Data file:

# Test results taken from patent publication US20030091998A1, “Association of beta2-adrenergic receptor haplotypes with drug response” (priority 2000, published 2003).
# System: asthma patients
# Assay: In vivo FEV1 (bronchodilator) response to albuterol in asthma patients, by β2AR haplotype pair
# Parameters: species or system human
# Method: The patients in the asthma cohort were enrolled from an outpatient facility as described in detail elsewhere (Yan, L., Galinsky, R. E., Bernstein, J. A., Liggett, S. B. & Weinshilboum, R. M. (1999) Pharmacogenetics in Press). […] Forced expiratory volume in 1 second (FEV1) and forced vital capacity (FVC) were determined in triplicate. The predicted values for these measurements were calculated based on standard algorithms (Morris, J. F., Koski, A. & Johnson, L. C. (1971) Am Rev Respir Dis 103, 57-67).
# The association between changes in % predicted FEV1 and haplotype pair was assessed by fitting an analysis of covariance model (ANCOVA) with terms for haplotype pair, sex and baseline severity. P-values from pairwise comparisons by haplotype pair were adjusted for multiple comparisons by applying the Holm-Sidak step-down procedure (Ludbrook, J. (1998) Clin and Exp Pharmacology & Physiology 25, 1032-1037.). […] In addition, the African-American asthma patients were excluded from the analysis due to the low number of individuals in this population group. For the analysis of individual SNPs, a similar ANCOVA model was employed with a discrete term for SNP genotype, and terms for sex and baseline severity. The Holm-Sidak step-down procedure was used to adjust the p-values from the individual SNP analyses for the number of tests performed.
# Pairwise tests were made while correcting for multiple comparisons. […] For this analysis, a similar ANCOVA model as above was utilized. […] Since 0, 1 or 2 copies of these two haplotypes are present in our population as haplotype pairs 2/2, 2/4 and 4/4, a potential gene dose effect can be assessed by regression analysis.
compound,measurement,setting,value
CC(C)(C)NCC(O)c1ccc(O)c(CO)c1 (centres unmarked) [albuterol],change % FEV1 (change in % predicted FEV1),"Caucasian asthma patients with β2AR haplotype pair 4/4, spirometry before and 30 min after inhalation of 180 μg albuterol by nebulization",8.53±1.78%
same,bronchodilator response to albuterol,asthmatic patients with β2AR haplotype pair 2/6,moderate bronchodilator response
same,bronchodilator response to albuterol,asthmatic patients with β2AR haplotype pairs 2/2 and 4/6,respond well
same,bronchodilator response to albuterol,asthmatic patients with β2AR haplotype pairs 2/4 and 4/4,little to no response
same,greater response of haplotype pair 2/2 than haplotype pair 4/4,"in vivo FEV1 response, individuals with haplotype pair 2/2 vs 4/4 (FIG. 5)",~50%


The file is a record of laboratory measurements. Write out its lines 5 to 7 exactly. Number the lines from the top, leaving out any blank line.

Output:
# Method: The patients in the asthma cohort were enrolled from an outpatient facility as described in detail elsewhere (Yan, L., Galinsky, R. E., Bernstein, J. A., Liggett, S. B. & Weinshilboum, R. M. (1999) Pharmacogenetics in Press). […] Forced expiratory volume in 1 second (FEV1) and forced vital capacity (FVC) were determined in triplicate. The predicted values for these measurements were calculated based on standard algorithms (Morris, J. F., Koski, A. & Johnson, L. C. (1971) Am Rev Respir Dis 103, 57-67).
# The association between changes in % predicted FEV1 and haplotype pair was assessed by fitting an analysis of covariance model (ANCOVA) with terms for haplotype pair, sex and baseline severity. P-values from pairwise comparisons by haplotype pair were adjusted for multiple comparisons by applying the Holm-Sidak step-down procedure (Ludbrook, J. (1998) Clin and Exp Pharmacology & Physiology 25, 1032-1037.). […] In addition, the African-American asthma patients were excluded from the analysis due to the low number of individuals in this population group. For the analysis of individual SNPs, a similar ANCOVA model was employed with a discrete term for SNP genotype, and terms for sex and baseline severity. The Holm-Sidak step-down procedure was used to adjust the p-values from the individual SNP analyses for the number of tests performed.
# Pairwise tests were made while correcting for multiple comparisons. […] For this analysis, a similar ANCOVA model as above was utilized. […] Since 0, 1 or 2 copies of these two haplotypes are present in our population as haplotype pairs 2/2, 2/4 and 4/4, a potential gene dose effect can be assessed by regression analysis.